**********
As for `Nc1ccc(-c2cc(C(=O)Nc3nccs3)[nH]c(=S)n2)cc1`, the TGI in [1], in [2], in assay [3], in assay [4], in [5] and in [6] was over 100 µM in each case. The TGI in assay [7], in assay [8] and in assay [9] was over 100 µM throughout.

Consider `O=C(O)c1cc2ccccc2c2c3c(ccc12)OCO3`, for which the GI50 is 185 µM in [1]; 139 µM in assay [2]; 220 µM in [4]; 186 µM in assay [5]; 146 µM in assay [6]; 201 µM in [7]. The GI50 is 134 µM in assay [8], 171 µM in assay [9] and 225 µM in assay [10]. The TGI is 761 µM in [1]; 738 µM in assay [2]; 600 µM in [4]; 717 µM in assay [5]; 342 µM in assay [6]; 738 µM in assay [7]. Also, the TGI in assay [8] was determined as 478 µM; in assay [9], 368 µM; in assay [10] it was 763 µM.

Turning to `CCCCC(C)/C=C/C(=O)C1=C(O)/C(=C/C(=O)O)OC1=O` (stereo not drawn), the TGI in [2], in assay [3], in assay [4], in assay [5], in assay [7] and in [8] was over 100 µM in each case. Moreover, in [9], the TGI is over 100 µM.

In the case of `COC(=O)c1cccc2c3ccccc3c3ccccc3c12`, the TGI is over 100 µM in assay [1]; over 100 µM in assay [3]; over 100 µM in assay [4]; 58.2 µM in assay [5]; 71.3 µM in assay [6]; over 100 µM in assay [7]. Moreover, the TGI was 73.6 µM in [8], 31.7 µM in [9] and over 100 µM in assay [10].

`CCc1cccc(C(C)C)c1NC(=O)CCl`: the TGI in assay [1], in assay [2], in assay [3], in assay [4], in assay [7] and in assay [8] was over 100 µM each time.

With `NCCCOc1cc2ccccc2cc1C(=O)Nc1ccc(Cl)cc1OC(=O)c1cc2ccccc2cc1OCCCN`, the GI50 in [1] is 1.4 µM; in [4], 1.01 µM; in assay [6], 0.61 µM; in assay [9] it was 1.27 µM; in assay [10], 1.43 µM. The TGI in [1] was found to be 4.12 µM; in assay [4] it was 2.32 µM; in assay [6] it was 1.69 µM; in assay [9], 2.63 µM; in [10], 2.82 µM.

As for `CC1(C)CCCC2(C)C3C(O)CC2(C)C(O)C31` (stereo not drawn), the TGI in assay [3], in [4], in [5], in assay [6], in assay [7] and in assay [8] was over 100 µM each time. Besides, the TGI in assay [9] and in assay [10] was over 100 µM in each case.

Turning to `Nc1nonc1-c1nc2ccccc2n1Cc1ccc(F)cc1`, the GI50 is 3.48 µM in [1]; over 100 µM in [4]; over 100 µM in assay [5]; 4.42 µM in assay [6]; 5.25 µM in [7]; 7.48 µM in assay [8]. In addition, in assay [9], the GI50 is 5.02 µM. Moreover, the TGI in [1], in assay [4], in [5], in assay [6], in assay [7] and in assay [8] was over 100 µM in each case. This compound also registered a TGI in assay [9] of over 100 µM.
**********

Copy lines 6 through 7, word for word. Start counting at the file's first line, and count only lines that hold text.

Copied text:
With `NCCCOc1cc2ccccc2cc1C(=O)Nc1ccc(Cl)cc1OC(=O)c1cc2ccccc2cc1OCCCN`, the GI50 in [1] is 1.4 µM; in [4], 1.01 µM; in assay [6], 0.61 µM; in assay [9] it was 1.27 µM; in assay [10], 1.43 µM. The TGI in [1] was found to be 4.12 µM; in assay [4] it was 2.32 µM; in assay [6] it was 1.69 µM; in assay [9], 2.63 µM; in [10], 2.82 µM.

As for `CC1(C)CCCC2(C)C3C(O)CC2(C)C(O)C31` (stereo not drawn), the TGI in assay [3], in [4], in [5], in assay [6], in assay [7] and in assay [8] was over 100 µM each time. Besides, the TGI in assay [9] and in assay [10] was over 100 µM in each case.